Maternity services are at “breaking point” and the “crisis” in maternity care should be addressed as a “national emergency”, midwives have said.
The warning came as supporters of a March with Midwives campaign gathered in towns and cities across much of the UK on Sunday to raise their concerns about staffing levels, working conditions and the state of the service.
Midwives and families whose babies were delivered were among those who attended a vigil in London’s Parliament Square to call on the Government to act now to tackle staffing shortages and safety in maternity units.
London-based midwife Sarah Muggleton, 27, spoke of the tiring daily grind she has faced during her six-year career.
She told the crowd in central London: “I give every drop of my energy and emotion to hormonal and sometimes traumatised women so when I get home I have nothing more I can give to myself or my loved ones.
“I often have to skip lunch breaks as I do 12-and-a-half-hour shifts to try and achieve the basic levels of care required of me.
“I will be lucky to go to the toilet when I want.
“Don’t even get started on the pay.”
She said the stresses of her job can include caring for a bereaved family who have just had a stillborn baby and then having to run down to another labour ward room where a woman is delivering a live baby because there is not enough staff for the required one-to-one care.
Ms Muggleton added: “I know I am not treated right and it is bad for my mental health.
“I know I should leave but I care so much for the women.”
She said: “Maternity services are at crisis point now.
“We have to have improvements now.
“We are burnt out and crying for help now.”
March with Midwives is calling on politicians to listen to all staff and the people who use maternity services, to fund the emergency retention of staff, to support student training and reduce demands on staff.
Labour MP Bell Ribeiro-Addy described it as “a major disgrace” the role of a midwife does not appear to be valued enough.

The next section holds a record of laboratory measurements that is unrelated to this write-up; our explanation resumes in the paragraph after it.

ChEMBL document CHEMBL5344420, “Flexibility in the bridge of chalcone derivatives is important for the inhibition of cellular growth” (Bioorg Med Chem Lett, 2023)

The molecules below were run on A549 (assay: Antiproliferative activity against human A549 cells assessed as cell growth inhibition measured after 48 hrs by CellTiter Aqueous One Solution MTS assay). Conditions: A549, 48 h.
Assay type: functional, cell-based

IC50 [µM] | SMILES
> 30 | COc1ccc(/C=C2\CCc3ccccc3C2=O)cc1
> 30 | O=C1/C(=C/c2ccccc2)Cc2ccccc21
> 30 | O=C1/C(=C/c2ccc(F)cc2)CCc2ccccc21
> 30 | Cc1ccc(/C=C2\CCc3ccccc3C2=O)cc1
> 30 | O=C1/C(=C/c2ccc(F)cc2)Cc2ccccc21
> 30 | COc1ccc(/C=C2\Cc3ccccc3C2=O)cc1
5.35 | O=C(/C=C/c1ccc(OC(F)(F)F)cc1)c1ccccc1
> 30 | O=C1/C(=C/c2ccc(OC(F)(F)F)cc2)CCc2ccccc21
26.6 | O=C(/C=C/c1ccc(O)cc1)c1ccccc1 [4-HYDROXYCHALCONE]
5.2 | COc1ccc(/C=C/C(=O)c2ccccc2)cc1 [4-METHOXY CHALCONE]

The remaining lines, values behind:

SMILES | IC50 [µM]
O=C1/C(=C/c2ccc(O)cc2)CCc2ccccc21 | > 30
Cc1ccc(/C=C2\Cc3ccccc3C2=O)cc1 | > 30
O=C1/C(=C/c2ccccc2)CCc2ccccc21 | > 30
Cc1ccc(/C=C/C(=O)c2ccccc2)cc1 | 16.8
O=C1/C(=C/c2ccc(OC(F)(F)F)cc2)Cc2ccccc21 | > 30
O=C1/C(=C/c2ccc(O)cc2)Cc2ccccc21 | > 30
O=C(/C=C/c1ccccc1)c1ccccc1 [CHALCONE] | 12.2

She said: “More people are not going to put themselves forward to be midwives if they are not paid properly, if they are not treated properly, if they are over-stressed and over-worked.”
Then they are “going in to work questioning the safety and type of service they are delivering to women and in birthing people,” she added.
Earlier this month, data from the Nursing and Midwifery Council (NMC) showed that the number of nurses and midwives leaving the professions has risen.
Andrea Sutcliffe, NMC chief executive and registrar, warned more departures could follow without further efforts to tackle the pressures on both occupations brought on by the pandemic.
The NMC said the latest data showed that the overall number of people quitting the register has increased for the most recent period for the first time in four years.
The organisation’s mid-year registration data report showed that a total of 13,945 people left between April and September, compared with 11,020 in the same period last year.
The last time the total number of leavers was higher for the same six-month period was in 2017, the NMC said.
The March with Midwives steering group states that giving birth in the UK is “becoming critically unsafe” and “this is a genuine national emergency which impacts every level of society.”
Jon Skewes, of the Royal College of Midwives, referenced their own survey last month which showed that 57% of midwives are looking to leave and the biggest group among them are those who have only been working for five years or less.
He said: “For years, maternity services have been operating with too few staff and inadequate resources.
“NHS Trusts and Boards have relied on the goodwill of staff, and their genuine love of what they do, to maintain services but staff are reaching the end of their tether.”
A spokesperson for the Department of Health said: “We are committed to patient safety, eradicating avoidable harms and making the NHS the safest place in the world to give birth.
“Midwives do an incredibly important job and we know how challenging it has been for those working during the pandemic.
“There are more midwives working in the NHS now than at any other time in its history and we are aiming to hire 1,200 more with a £95 million recruitment drive.
“The mental health and wellbeing of staff remains a key priority and the NHS continues to offer a broad range of support including through dedicated helplines and mental health and wellbeing hubs.”